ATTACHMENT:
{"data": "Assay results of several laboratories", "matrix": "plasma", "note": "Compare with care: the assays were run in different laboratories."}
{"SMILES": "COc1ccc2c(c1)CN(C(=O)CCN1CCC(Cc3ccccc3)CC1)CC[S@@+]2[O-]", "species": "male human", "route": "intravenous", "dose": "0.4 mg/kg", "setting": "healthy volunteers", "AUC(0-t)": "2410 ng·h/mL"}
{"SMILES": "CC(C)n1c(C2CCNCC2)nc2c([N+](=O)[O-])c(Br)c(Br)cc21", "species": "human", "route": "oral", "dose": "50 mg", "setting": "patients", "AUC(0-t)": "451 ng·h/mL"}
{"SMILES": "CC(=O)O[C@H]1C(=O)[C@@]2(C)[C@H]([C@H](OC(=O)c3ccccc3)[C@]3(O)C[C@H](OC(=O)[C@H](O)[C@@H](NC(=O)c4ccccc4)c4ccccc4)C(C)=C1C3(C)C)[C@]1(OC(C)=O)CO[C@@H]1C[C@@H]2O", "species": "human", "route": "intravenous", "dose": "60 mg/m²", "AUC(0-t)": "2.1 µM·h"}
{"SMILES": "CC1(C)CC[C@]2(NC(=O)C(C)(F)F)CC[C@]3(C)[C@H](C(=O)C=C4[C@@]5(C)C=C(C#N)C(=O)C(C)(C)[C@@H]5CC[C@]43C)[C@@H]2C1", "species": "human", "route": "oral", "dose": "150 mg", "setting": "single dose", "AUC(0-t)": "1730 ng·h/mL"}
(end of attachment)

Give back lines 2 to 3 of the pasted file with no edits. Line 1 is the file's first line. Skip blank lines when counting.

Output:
{"SMILES": "COc1ccc2c(c1)CN(C(=O)CCN1CCC(Cc3ccccc3)CC1)CC[S@@+]2[O-]", "species": "male human", "route": "intravenous", "dose": "0.4 mg/kg", "setting": "healthy volunteers", "AUC(0-t)": "2410 ng·h/mL"}
{"SMILES": "CC(C)n1c(C2CCNCC2)nc2c([N+](=O)[O-])c(Br)c(Br)cc21", "species": "human", "route": "oral", "dose": "50 mg", "setting": "patients", "AUC(0-t)": "451 ng·h/mL"}